Christians are children of promise; therefore, we stand where Isaac stood.  We can understand by studying the following scriptures that Isaac’s relationship with God did not depend upon the Law of Moses, physical Jerusalem or Israel according to the flesh.  He was a child of promise, “In order that God’s purpose according to His choice might stand, not because of works but because of Him who calls.”  Rom. 9:11.

But it is not as though the word of God has failed.  For they are not all Israel who are descended from Israel; neither are they all children because they are Abraham’s descendants, but: through Isaac your descendants will be named.  That is, it is not the children of the flesh who are children of God, but the children of the promise are regarded as descendants.  Rom. 9:6-8

It is very important for us to differentiate between Paul’s kinsmen “according to the flesh,” and Israel who are “children of promise.”  Rom. 9:3, 8.  The Israel of promise is the same as God’s people whom He foreknew (Rom. 11:2).  Truly it can be said, “They are not all Israel who are descended from Israel.”  Paul asked, “God has not rejected His people has he?”  Rom. 11:1.  No indeed for “There has also come to be at the present time a remnant according to God’s gracious choice.”  Rom. 11:5.  Who are these people?  They are the circumcised of the heart.”  They are the true Jew (Rom. 2:26-29).  They are Christians; therefore, we are the true Israel of God (Gal. 6:16).  Since Sarah represents the covenant, “not from Mount Sinai, but from heaven,” Christians belong to the Jerusalem not physical Jerusalem, but from above.  On the other hand, Paul’s kinsmen according to the flesh were Israel according to the flesh.  He hoped some could be saved (Rom. 11:14).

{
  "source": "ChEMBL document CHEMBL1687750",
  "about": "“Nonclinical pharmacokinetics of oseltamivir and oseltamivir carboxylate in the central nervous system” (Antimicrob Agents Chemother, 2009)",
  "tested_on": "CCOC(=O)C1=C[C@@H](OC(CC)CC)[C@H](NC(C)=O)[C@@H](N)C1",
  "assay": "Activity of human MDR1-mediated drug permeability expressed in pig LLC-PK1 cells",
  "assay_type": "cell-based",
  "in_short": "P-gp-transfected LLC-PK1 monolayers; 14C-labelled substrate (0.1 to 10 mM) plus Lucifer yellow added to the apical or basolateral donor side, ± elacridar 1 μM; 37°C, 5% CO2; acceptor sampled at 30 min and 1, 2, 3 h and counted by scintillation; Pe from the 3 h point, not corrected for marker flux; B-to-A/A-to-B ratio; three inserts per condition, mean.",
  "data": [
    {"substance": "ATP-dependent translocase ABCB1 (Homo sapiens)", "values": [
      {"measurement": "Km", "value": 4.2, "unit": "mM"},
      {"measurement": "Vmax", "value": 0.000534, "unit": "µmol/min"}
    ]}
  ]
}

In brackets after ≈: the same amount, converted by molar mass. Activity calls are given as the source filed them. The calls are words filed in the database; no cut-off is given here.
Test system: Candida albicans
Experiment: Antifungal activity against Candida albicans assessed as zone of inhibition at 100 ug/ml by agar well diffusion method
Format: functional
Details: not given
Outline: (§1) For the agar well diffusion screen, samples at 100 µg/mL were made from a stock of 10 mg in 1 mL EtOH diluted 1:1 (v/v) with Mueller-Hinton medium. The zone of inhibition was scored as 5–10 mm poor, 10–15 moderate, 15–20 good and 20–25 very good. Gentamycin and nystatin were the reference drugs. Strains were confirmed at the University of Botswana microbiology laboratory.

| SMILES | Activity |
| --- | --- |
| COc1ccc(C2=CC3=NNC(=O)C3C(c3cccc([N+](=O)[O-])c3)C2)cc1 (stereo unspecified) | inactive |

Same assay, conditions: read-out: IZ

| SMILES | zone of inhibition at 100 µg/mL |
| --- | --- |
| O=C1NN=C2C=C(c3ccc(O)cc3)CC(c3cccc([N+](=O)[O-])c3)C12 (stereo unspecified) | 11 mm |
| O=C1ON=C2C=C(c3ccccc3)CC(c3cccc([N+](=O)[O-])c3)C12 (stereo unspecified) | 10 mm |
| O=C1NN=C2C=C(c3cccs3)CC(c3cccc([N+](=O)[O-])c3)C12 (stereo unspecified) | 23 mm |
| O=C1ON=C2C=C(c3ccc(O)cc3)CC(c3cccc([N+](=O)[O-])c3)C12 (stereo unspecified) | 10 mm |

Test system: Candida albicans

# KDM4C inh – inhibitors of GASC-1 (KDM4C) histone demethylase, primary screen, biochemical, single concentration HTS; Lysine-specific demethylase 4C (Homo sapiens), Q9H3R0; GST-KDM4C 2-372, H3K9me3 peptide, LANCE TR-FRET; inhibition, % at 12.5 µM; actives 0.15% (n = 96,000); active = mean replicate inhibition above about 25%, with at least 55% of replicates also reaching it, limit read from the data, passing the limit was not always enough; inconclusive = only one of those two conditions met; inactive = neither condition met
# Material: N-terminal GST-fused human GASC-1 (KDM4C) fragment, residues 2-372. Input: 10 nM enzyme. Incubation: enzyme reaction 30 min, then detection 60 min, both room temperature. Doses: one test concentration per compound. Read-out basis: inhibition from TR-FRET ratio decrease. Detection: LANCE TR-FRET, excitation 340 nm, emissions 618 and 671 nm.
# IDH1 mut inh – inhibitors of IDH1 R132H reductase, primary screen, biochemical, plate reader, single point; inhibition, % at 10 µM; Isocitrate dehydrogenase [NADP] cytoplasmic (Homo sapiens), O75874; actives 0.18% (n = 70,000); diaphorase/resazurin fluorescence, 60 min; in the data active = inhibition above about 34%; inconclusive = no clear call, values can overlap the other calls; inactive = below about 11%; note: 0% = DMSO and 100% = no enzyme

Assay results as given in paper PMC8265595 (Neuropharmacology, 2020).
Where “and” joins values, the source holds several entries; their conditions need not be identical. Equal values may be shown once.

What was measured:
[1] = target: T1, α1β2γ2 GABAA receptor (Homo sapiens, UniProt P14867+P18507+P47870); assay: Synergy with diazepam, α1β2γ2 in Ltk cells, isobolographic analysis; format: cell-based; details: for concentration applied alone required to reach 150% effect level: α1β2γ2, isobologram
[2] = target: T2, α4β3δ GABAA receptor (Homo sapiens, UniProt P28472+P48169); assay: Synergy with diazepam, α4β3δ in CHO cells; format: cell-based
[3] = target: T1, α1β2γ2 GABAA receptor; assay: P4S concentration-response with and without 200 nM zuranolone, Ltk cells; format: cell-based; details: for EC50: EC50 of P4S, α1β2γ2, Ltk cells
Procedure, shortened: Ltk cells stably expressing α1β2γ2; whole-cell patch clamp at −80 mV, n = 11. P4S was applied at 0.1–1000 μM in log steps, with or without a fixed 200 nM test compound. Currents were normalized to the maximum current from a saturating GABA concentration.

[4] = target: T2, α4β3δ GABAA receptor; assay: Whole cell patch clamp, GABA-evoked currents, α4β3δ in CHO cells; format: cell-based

God’s word makes no special promise or concession for those who stand with Hagar in Paul’s allegory.  Christians do not look to the present physical Jerusalem, only to the heavenly Jerusalem.  The heavenly and spiritual Jerusalem is where God dwells and it is adorned like a bride for the true Israel of God when Jesus returns.